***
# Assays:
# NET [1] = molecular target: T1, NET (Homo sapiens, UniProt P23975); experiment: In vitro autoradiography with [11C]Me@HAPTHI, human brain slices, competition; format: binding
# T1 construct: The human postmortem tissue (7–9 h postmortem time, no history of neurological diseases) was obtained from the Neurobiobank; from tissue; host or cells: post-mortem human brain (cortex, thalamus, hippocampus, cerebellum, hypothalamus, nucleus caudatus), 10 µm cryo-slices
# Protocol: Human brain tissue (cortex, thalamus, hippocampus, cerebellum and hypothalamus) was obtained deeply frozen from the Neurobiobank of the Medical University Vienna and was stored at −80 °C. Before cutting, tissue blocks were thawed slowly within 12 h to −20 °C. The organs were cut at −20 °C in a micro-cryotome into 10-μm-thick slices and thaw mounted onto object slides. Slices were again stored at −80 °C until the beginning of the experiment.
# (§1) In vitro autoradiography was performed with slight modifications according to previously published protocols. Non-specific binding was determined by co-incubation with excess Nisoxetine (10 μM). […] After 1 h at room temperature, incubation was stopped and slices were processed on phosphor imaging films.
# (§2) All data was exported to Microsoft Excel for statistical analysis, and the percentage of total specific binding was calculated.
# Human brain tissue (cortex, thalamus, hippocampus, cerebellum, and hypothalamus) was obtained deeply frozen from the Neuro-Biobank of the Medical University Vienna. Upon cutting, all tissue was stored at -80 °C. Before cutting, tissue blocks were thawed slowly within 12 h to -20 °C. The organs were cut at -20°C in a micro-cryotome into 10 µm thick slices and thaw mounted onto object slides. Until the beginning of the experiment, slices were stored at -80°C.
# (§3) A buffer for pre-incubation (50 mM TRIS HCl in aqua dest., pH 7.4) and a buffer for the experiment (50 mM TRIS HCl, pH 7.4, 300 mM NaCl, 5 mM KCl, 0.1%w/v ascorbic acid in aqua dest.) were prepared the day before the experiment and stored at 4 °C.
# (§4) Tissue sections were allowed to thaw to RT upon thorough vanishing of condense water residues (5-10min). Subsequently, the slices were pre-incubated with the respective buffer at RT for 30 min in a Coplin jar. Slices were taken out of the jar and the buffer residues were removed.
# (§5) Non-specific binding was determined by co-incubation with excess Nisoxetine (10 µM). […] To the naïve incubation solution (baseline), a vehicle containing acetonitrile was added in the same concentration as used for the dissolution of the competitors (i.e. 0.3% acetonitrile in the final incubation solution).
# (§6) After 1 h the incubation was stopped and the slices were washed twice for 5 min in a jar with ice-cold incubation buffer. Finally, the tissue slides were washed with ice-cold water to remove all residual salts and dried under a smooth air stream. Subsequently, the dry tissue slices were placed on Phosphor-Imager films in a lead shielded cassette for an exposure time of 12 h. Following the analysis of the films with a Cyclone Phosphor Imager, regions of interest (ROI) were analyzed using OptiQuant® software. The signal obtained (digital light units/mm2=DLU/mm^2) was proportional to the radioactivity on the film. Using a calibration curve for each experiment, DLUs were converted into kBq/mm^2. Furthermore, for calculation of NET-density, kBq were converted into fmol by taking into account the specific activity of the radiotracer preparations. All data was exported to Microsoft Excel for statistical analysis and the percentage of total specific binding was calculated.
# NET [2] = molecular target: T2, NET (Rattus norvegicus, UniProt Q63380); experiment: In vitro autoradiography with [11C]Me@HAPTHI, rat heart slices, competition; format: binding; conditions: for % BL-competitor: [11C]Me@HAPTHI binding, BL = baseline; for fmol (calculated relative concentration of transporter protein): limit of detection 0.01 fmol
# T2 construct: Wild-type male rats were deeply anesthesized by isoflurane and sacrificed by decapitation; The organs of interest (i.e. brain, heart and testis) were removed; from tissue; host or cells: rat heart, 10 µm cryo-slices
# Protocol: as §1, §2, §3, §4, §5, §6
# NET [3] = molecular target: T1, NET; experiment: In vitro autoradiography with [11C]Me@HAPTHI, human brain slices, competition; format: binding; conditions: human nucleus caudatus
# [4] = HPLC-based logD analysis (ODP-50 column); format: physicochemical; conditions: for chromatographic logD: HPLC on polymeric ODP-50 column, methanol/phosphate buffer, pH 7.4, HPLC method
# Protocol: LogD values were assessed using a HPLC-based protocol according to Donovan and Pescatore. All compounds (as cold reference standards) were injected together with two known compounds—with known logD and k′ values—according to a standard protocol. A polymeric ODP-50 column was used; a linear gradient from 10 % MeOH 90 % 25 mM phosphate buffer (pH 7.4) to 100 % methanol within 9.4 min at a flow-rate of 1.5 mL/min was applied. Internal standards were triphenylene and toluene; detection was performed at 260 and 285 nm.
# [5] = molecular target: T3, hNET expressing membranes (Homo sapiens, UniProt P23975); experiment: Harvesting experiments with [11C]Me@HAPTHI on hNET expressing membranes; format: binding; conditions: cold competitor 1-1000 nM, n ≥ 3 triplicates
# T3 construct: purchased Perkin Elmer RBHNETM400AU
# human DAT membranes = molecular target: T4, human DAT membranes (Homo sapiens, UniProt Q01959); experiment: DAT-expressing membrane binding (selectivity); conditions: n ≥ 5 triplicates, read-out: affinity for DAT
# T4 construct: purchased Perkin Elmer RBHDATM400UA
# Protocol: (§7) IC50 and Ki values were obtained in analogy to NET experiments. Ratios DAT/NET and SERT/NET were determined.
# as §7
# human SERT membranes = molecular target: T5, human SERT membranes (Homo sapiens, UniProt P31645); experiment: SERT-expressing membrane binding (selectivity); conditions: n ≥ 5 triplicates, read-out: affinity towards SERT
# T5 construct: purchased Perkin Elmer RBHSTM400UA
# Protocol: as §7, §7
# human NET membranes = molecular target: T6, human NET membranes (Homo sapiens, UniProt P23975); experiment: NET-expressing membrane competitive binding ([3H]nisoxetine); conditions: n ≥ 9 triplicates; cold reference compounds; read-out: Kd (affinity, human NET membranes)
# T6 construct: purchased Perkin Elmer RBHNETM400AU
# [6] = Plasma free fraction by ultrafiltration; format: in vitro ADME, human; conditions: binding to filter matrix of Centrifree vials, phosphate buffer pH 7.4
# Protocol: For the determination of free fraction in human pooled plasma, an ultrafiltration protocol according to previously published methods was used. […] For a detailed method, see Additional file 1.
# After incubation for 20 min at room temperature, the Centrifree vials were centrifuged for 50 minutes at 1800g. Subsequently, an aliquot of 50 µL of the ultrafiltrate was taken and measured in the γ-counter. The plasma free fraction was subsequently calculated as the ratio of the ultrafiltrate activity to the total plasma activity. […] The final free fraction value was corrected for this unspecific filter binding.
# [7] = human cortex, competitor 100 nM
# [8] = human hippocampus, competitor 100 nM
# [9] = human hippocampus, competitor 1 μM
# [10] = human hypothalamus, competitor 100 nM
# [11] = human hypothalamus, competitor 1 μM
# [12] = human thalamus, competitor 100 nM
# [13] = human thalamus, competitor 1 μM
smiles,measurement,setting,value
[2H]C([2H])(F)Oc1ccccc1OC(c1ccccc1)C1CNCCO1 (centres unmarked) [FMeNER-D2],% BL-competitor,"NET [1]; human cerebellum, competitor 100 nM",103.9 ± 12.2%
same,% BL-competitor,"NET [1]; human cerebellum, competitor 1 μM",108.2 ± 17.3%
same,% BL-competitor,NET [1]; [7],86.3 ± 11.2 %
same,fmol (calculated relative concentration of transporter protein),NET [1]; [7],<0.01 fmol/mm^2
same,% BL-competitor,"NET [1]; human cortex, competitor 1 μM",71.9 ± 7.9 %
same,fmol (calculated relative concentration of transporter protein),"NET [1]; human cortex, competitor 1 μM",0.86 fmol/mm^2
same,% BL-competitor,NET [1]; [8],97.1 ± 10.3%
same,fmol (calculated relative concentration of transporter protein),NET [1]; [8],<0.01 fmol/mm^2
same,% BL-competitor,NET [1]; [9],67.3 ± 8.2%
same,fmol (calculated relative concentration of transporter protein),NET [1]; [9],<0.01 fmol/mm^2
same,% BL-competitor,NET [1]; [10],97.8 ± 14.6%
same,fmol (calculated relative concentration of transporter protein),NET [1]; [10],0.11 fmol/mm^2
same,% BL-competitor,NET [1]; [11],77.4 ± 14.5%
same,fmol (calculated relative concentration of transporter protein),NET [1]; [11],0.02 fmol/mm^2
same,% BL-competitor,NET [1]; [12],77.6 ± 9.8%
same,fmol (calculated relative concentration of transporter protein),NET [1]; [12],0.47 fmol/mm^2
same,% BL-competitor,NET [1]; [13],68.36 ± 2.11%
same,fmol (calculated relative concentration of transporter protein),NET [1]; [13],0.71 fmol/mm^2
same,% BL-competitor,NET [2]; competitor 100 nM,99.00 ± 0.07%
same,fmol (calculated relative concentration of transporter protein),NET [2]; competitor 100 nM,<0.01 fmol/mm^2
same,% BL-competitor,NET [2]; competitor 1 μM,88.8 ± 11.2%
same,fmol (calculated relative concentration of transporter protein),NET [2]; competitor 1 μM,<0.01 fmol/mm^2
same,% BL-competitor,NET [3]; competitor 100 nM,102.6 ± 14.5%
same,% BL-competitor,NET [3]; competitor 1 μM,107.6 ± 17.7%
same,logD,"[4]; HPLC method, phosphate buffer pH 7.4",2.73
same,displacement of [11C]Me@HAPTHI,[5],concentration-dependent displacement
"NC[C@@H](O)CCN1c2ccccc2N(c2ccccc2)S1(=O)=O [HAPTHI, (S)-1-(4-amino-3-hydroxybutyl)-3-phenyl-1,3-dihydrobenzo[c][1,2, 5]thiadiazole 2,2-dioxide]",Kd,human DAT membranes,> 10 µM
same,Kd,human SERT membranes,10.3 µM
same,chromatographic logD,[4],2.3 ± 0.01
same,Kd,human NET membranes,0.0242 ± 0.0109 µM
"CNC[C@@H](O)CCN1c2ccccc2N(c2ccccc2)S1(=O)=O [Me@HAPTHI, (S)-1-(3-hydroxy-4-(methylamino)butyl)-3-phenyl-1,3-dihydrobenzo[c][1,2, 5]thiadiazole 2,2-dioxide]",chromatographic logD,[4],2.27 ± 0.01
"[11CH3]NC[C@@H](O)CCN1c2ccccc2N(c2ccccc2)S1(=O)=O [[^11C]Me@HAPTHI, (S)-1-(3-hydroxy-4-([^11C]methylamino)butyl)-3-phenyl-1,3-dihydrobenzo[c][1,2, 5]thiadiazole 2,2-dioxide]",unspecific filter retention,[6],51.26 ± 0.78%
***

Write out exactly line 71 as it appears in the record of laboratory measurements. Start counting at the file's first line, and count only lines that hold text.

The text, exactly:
"[11CH3]NC[C@@H](O)CCN1c2ccccc2N(c2ccccc2)S1(=O)=O [[^11C]Me@HAPTHI, (S)-1-(3-hydroxy-4-([^11C]methylamino)butyl)-3-phenyl-1,3-dihydrobenzo[c][1,2, 5]thiadiazole 2,2-dioxide]",unspecific filter retention,[6],51.26 ± 0.78%